There are ways to store power that don’t include complex chemical reactions.  The best one I have come up with is water.  Water can in effect be a "battery", after all a battery is really just a means to store energy.  Photovoltaic or mechanical wind pumps can pump water to hilltop reservoir or tower storage tanks.   Water from the tanks can then be used to power small hydroelectric generators.  The expended water can be collected in tanks or ponds at the base of the system for gardening or other uses.  Ponds also have the advantage of being great food producers and for watering livestock.  Proper voltages can be achieved through water flow adjustments.  I have not done this myself but the idea has merit. [JWR Adds: The scale of a system as described that could produce anything more than just short bursts of power would be enormous. It is much more practical to set up a microhydro generator situated on a year-round stream that has the requisite head (or "fall".)]

Another way to store energy is mechanically. This may be the best system for people who don’t have a hill handy for the previous water storage method. The best mechanical energy storage device I can think of is a large centrifugal system.  In this system solar or wind energy could be used to drive a large weighted flywheel. The flywheel could then be used to power a generator using Constant Velocity Transmission (CVT) or electronics to regulate voltage. Well-lubricated high quality bearings would be required to handle the continuous high speeds and the great weight of the wheel. The wheel would also have to be perfectly balanced and as large as possible. Rotational speed is the key with this system. The faster you can get the wheel to spin the more power it will produce.  Speed is more important than weight, when you double the speed you square the energy storage potential. With proper design, planning and some spare parts this system could last a long time.  I plan on building one of these in the near future. Here is an excellent web page that covers the basics of this idea.    [JWR Adds: Keep in mind that the energy stored in a large, heavy flywheel spinning at high speed can also be incredibly destructive. If a flywheel were to become unbalanced and loose itself from its moorings, it could rip through a dozen houses before coming to a stop.]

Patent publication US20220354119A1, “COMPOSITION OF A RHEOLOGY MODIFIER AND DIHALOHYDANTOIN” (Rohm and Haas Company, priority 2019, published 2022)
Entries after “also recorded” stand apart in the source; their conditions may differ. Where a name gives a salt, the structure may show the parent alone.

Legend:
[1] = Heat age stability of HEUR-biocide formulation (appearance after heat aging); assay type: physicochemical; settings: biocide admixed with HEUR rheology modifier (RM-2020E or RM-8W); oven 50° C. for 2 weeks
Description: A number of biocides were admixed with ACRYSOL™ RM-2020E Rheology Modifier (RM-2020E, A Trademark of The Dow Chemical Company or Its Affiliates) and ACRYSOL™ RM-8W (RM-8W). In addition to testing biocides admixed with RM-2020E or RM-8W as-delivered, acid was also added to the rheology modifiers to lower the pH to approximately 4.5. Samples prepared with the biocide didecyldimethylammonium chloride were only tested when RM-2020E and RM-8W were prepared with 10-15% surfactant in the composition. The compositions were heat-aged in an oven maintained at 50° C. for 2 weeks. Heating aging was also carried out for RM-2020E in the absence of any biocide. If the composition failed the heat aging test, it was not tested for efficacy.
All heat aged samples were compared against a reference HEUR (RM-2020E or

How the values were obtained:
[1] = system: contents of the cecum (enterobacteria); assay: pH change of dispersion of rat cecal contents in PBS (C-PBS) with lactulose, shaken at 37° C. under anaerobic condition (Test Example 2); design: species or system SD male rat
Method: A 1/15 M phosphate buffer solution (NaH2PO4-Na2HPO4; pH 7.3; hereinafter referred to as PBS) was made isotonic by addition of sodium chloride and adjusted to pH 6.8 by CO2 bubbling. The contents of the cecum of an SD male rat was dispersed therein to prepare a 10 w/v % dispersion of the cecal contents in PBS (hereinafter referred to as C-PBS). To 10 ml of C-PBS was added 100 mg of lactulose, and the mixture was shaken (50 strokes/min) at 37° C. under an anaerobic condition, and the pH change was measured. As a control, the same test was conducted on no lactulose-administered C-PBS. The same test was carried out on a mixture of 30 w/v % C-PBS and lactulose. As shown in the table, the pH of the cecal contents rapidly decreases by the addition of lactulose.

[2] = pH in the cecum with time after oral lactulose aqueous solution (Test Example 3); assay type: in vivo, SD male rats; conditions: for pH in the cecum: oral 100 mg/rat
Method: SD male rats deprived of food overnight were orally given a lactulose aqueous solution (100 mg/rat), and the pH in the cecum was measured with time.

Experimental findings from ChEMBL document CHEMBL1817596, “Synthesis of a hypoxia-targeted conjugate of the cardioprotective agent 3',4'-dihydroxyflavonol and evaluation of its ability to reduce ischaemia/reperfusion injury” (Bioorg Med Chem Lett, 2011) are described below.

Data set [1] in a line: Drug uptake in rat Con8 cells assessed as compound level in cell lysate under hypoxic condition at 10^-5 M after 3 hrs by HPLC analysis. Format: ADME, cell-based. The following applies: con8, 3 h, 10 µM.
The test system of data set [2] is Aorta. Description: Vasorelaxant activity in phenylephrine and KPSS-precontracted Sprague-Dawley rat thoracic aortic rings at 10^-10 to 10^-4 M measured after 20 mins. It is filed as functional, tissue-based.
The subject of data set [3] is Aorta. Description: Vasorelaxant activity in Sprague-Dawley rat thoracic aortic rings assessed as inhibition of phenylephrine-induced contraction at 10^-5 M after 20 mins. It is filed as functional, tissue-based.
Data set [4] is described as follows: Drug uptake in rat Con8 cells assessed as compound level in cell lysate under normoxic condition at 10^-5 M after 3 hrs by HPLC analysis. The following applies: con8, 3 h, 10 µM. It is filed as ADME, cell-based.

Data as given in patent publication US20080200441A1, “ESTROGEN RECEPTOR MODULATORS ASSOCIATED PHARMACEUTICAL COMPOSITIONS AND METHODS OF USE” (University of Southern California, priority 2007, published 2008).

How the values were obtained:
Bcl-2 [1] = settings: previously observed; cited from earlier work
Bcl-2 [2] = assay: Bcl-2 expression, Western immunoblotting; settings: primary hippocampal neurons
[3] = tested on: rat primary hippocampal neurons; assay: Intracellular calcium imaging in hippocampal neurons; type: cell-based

There are other ways to store energy out there.  These are just the ones that seem the most practical to me.  With some experimentation I believe that you could make either of these systems work for a long term solution.

TEGs